When I started my UCAS application, LSE was a bit of a wild-card choice. As someone who had spent most of her life growing up in London (though some Zone 1 dwellers may disagree), I felt a desperate urge to leave the city – to spend my university years in a tiny, slow-paced town where “rush hour” was a foreign concept and people waved good morning, regardless of whether they knew you. With this romanticised vision in mind, I remember discussing my university choices with my headmistress. She had been so surprised by my decision to put down LSE, the polar opposite of my other choices, that she broke out of character and asked me, bluntly, why I was wasting an option on a university I had no intention of going to. Yet, despite fitting none of my criteria (I wouldn’t be able to “fly the nest” and “discover myself” and fulfil all those university clichés you dream of at the start of your UCAS journey), I was certain that LSE had to be on my list.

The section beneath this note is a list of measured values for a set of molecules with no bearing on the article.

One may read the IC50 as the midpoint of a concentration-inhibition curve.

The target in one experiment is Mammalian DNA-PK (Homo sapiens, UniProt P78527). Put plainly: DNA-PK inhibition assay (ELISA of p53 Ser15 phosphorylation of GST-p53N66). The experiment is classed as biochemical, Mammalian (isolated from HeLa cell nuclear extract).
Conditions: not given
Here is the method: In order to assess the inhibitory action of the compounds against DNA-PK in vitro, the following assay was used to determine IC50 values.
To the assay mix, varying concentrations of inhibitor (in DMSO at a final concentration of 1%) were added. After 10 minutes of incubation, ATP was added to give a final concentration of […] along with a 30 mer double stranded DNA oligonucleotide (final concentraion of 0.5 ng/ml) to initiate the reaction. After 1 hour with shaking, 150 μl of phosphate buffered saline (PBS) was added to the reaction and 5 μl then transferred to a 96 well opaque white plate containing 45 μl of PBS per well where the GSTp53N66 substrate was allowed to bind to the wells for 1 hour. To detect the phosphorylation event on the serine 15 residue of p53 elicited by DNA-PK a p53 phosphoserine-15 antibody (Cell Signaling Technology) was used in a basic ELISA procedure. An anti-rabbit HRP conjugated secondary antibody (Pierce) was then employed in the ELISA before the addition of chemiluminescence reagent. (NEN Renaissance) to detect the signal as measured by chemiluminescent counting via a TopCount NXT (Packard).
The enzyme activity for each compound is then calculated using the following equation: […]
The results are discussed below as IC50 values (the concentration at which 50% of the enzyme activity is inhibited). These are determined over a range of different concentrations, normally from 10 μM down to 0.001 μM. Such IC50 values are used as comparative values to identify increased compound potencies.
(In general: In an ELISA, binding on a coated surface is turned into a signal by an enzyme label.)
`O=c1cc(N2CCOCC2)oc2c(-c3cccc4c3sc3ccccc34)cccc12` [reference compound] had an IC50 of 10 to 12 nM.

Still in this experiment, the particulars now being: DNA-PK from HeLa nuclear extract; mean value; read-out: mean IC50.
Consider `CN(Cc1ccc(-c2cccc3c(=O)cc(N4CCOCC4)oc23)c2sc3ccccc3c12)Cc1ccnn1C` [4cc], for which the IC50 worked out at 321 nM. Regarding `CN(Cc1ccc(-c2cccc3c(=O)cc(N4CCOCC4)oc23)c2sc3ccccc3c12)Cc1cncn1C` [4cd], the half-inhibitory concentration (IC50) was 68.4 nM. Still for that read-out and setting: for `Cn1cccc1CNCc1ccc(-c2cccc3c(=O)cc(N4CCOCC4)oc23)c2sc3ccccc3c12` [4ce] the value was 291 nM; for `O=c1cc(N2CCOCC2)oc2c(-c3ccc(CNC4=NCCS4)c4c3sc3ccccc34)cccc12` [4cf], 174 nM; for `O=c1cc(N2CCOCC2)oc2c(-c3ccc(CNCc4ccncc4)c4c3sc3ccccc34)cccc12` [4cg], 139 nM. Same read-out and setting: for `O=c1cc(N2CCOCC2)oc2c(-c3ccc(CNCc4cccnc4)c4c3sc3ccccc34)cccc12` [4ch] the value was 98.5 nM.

Although I had been intrigued by psychology since around Year Eight, it wasn’t until Sixth Form that I branched out and began reading about behavioural science (starting with Kahneman – no points for originality there). As fate would have it, the last event I attended before the city shut down last year was actually a talk at LSE by Cass Sunstein. The atmosphere had been chatty and friendly, with plenty of eager questions from students. I’d known the course at LSE, with its emphasis on behavioural science, was right up my street, but now I knew I would love the environment there too.
In January, as my UCAS decisions rolled in, a slow realisation started to dawn on me: although I considered myself a Londoner, between studying and lockdowns, I’d missed out on all that London had to offer. The closer I got to making my final university decision, the more I was drawn to LSE. I’d swapped my idyllic small-town fantasies for the infinite possibility of London – a place where I could enjoy sipping tea at a café in Bloomsbury in the morning and visit a bustling bar in Soho in the evening. As restrictions eased, and I spent more time visiting the LSE campus, the choice became all too easy: this was where I wanted to be, come September.